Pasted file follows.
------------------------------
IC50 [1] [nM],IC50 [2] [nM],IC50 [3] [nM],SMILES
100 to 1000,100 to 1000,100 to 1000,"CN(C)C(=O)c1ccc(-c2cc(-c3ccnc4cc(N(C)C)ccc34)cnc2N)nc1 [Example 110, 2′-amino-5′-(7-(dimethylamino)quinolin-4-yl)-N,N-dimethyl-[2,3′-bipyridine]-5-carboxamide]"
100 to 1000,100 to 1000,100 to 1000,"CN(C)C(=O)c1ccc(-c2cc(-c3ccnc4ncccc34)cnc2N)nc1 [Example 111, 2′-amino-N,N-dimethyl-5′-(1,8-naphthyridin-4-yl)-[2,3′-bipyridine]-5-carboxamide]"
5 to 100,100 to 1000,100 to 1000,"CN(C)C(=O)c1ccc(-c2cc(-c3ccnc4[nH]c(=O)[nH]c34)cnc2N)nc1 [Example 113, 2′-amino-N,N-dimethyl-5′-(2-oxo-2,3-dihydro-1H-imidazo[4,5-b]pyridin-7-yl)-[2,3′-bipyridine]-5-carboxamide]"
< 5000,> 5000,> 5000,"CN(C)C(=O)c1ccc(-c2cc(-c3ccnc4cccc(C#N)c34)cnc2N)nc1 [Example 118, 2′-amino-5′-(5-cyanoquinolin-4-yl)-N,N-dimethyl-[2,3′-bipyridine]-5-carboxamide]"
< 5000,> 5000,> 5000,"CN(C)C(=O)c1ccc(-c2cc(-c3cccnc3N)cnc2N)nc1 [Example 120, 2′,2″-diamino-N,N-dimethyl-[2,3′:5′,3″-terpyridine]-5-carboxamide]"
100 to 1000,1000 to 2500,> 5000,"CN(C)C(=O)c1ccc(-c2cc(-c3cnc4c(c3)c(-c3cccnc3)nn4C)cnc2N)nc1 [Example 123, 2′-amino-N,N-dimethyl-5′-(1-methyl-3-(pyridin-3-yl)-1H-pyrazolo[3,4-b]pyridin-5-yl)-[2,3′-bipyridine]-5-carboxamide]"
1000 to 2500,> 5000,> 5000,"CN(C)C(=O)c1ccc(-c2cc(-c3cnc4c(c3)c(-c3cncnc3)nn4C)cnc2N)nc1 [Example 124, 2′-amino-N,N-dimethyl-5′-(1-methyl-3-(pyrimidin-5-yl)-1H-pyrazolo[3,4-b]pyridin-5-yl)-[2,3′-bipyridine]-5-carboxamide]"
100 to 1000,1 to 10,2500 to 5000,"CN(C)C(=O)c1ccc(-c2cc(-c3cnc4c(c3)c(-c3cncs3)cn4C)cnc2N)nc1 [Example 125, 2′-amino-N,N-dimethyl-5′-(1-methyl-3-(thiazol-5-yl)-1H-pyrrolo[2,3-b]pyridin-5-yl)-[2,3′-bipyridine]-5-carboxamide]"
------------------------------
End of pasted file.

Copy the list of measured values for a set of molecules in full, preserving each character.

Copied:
IC50 [1] [nM],IC50 [2] [nM],IC50 [3] [nM],SMILES
100 to 1000,100 to 1000,100 to 1000,"CN(C)C(=O)c1ccc(-c2cc(-c3ccnc4cc(N(C)C)ccc34)cnc2N)nc1 [Example 110, 2′-amino-5′-(7-(dimethylamino)quinolin-4-yl)-N,N-dimethyl-[2,3′-bipyridine]-5-carboxamide]"
100 to 1000,100 to 1000,100 to 1000,"CN(C)C(=O)c1ccc(-c2cc(-c3ccnc4ncccc34)cnc2N)nc1 [Example 111, 2′-amino-N,N-dimethyl-5′-(1,8-naphthyridin-4-yl)-[2,3′-bipyridine]-5-carboxamide]"
5 to 100,100 to 1000,100 to 1000,"CN(C)C(=O)c1ccc(-c2cc(-c3ccnc4[nH]c(=O)[nH]c34)cnc2N)nc1 [Example 113, 2′-amino-N,N-dimethyl-5′-(2-oxo-2,3-dihydro-1H-imidazo[4,5-b]pyridin-7-yl)-[2,3′-bipyridine]-5-carboxamide]"
< 5000,> 5000,> 5000,"CN(C)C(=O)c1ccc(-c2cc(-c3ccnc4cccc(C#N)c34)cnc2N)nc1 [Example 118, 2′-amino-5′-(5-cyanoquinolin-4-yl)-N,N-dimethyl-[2,3′-bipyridine]-5-carboxamide]"
< 5000,> 5000,> 5000,"CN(C)C(=O)c1ccc(-c2cc(-c3cccnc3N)cnc2N)nc1 [Example 120, 2′,2″-diamino-N,N-dimethyl-[2,3′:5′,3″-terpyridine]-5-carboxamide]"
100 to 1000,1000 to 2500,> 5000,"CN(C)C(=O)c1ccc(-c2cc(-c3cnc4c(c3)c(-c3cccnc3)nn4C)cnc2N)nc1 [Example 123, 2′-amino-N,N-dimethyl-5′-(1-methyl-3-(pyridin-3-yl)-1H-pyrazolo[3,4-b]pyridin-5-yl)-[2,3′-bipyridine]-5-carboxamide]"
1000 to 2500,> 5000,> 5000,"CN(C)C(=O)c1ccc(-c2cc(-c3cnc4c(c3)c(-c3cncnc3)nn4C)cnc2N)nc1 [Example 124, 2′-amino-N,N-dimethyl-5′-(1-methyl-3-(pyrimidin-5-yl)-1H-pyrazolo[3,4-b]pyridin-5-yl)-[2,3′-bipyridine]-5-carboxamide]"
100 to 1000,1 to 10,2500 to 5000,"CN(C)C(=O)c1ccc(-c2cc(-c3cnc4c(c3)c(-c3cncs3)cn4C)cnc2N)nc1 [Example 125, 2′-amino-N,N-dimethyl-5′-(1-methyl-3-(thiazol-5-yl)-1H-pyrrolo[2,3-b]pyridin-5-yl)-[2,3′-bipyridine]-5-carboxamide]"